A group known as APT 10, it is claimed, is acting on behalf of the Chinese Ministry of State Security to carry out a “malicious” offensive targeting intellectual property and sensitive commercial data in Europe, Asia and the US.
The British government said that the Chinese security establishment is not upholding the commitments Beijing made directly to the UK in a 2015 bilateral agreement.
It is also inconsistent, it says, with G20 commitments that no country should conduct or support information and communications technology-enabled theft of intellectual property, including trade secrets or other confidential business information.
The National Cyber Security Centre assesses “with the highest level of probability that the group widely known as APT 10 is responsible for this sustained cyber campaign focused on large-scale service providers. The group almost certainly continues to target a range of global companies, seeking to gain access to commercial secrets.”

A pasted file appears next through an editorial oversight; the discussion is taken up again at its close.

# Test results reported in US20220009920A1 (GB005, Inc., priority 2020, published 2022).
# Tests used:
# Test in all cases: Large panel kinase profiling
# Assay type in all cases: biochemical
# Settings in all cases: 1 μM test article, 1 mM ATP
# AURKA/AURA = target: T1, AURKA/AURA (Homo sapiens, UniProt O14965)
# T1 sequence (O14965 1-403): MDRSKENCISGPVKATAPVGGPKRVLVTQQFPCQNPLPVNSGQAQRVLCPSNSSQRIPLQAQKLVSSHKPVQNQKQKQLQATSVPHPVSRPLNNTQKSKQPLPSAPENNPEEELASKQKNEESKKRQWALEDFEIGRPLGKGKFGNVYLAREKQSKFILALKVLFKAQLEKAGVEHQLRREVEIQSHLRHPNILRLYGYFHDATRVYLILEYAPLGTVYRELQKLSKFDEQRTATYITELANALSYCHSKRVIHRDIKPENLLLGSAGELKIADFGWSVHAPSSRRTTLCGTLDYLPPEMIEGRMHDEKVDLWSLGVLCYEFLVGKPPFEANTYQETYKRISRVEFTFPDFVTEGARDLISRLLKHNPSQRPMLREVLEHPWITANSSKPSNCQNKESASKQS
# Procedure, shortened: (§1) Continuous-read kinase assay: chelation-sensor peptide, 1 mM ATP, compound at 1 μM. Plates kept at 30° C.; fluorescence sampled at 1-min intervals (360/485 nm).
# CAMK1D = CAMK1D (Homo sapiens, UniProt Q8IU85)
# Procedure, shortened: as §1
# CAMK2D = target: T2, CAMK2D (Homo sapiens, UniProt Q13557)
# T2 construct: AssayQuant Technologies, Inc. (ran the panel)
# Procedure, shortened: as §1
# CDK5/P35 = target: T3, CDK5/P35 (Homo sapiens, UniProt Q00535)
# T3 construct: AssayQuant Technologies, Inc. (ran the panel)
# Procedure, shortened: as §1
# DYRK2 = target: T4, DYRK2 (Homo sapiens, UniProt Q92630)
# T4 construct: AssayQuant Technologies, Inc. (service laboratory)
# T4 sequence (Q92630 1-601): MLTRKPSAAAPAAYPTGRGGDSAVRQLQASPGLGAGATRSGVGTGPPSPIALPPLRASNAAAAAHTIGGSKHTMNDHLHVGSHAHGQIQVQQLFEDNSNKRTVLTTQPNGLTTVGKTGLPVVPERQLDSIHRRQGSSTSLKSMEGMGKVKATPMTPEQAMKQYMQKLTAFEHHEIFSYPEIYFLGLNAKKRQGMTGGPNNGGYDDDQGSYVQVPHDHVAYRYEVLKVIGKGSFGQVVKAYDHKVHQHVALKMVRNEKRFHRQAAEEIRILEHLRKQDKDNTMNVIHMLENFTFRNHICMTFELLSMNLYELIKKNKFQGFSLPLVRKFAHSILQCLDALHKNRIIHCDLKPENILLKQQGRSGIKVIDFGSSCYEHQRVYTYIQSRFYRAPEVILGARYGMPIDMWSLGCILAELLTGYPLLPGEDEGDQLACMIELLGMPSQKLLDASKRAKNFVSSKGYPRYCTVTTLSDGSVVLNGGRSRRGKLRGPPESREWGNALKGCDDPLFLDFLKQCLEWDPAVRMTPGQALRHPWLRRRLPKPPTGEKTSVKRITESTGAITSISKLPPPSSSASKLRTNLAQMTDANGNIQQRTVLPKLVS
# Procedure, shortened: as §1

This is the first time that the UK government has publicly named elements of the Chinese government as being responsible for a cyber campaign.
It has previously attributed the WannaCry ransomware incident to North Korean actors; a multi-year computer network exploitation campaign targeting universities around the world, including the UK, to the Mabna Institute based in Iran; and a series of attacks including NotPetya, the Wada hack and leak and BadRabbit to the GRU (Russian military intelligence).
Foreign secretary Jeremy Hunt said: “This campaign is one of the most significant and widespread cyber intrusions against the UK and allies uncovered to date, targeting trade secrets and economies around the world.
“These activities must stop. They go against the commitments made to the UK in 2015, and, as part of the G20, not to conduct or support cyber-enabled theft of intellectual property or trade secrets.
“Our message to governments prepared to enable these activities is clear: together with our allies, we will expose your actions and take other necessary steps to ensure the rule of law is upheld.”
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